We've had an extremely busy time during the fourth week of Wildlife Filmmaking: working on our commissioned project for Brilliant Britain, coming up with ideas for short UK wildlife stories, workshops on editing, talks from Mark Wild - BBC NHU's Development lead, Mark Steer - a UWE biology lecturer and Dave Bird - camera trap expert. Alongside this myself and three other students arranged a visit to Slimbridge Wetlands and Wildfowl centre to practice our camera and sound techniques! Pheewww, no wonder I'm exhausted!
Where to begin! I won't go into details on my whole week because that would be an extremely long (although I guarantee not boring) post!
I began this week working on an idea for a five minute story about wildlife in Britain that would be suited for shows such as The One Show (for those of you not familiar this is a magazine type show which covers short stories on a wide range of topics from food, to history, to wildlife). After a lot of research and contacting a few people from local wildlife organisations I came across a project called "Urban Pollinators" which is being run by Bristol University (nice and local is always useful). The project is looking at the numbers of pollinators in our big cities and what can be done to improve habitats for them... I look forward to working further on this and perhaps in a few months time I will be able to post a short film on here about them!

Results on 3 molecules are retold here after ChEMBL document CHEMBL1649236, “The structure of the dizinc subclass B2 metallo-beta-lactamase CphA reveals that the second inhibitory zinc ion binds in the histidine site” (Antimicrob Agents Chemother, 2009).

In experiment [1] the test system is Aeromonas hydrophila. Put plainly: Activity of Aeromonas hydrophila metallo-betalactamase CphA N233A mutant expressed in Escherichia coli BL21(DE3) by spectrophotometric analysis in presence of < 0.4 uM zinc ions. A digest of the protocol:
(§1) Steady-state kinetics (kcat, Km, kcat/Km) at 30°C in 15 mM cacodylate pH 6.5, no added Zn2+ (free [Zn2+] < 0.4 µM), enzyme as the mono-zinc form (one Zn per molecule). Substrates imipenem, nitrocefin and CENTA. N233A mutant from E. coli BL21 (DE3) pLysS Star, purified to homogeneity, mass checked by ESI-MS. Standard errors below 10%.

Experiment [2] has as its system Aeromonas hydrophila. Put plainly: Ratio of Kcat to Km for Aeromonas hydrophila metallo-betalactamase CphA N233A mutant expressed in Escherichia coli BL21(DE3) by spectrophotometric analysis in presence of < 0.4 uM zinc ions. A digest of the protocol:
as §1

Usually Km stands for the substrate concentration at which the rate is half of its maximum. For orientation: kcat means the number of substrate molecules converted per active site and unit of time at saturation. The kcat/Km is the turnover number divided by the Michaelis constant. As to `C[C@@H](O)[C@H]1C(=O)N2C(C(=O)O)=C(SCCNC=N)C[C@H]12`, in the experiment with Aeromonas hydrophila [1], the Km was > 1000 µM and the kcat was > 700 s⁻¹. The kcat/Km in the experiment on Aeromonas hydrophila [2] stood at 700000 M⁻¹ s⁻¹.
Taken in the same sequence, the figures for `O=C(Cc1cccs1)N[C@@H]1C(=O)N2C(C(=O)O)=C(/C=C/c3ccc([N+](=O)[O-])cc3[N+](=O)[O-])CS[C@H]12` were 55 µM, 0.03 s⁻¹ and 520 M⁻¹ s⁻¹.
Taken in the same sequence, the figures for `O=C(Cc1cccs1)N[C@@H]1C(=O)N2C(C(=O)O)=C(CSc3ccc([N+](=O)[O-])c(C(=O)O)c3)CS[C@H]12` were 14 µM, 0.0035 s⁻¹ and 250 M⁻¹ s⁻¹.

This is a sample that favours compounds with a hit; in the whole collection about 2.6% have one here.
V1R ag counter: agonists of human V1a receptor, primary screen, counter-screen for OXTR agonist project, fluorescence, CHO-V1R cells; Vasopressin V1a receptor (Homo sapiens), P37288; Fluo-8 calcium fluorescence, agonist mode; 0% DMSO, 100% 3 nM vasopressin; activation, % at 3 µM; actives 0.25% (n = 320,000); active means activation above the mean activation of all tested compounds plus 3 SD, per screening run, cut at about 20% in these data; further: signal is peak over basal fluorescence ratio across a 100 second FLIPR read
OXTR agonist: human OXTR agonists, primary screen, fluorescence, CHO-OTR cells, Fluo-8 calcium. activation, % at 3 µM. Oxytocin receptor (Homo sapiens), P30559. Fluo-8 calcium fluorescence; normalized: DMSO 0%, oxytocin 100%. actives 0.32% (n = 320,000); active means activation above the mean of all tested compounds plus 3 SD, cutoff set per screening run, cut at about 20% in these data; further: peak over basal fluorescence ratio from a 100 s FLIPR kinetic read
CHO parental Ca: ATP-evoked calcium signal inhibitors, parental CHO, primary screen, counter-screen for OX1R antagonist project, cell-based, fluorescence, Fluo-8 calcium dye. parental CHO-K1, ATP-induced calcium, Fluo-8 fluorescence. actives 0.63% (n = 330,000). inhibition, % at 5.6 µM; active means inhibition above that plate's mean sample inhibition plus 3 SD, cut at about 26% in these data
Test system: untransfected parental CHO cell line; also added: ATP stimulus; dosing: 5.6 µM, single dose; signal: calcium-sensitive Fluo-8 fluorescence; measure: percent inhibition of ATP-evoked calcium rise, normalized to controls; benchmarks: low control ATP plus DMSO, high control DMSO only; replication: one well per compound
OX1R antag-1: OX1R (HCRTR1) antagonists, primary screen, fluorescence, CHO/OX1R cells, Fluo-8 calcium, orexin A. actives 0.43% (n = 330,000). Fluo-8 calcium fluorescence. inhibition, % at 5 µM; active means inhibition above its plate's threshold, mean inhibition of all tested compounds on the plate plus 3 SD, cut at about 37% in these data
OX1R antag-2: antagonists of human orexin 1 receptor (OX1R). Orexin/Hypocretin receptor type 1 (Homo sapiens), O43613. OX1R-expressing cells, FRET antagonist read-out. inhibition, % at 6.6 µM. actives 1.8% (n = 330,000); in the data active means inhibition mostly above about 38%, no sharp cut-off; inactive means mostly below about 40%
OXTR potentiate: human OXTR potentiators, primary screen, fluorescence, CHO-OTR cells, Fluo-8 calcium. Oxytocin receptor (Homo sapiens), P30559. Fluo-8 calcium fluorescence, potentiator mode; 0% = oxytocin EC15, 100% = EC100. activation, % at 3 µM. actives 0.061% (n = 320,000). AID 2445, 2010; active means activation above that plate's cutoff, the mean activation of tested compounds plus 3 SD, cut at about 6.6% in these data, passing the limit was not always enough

We had an extremely enthusiastic and inspiring talk from biologist Mark Steer who really made me wish I'd had a teacher like him a few years ago (perhaps I would have chosen to study biology a bit further if I had). He gave us a talk about some of the weirder sides of nature - the evolution of sexual strategies in plants and animals... And believe me he came up with some extremely bizarre behaviour such as this parasite which infects snails making it crawl up plants and attract birds to eat it. He also spoke to us about some major conservation issues inspiring my most recent blog post "The Plastic Age".
Over this weekend I packed up the car and along with fellow course-mates Cesar Leite, Chris Kidd and AJ drove up to Slimbridge Wetlands centre. It is a great time of year to visit with hundreds of winter migrants arriving from the colder climates. This was the first time we had taken sound equipment out and were all amazed at the quality of sound that can be picked up - we could focus the mic on a flock of geese flying in the distance and hear the flap of their wings, or at some ducks feeding on the ground and hear the clap of their beaks. We did learn, however, that without running the sound and the camera together it is virtually impossible to link it up! Good lesson learnt, although a shame to come away with no usable sound and picture together. We did get some beautiful images though, and packed up and left just before the rain began to fall and so all left rather pleased with ourselves!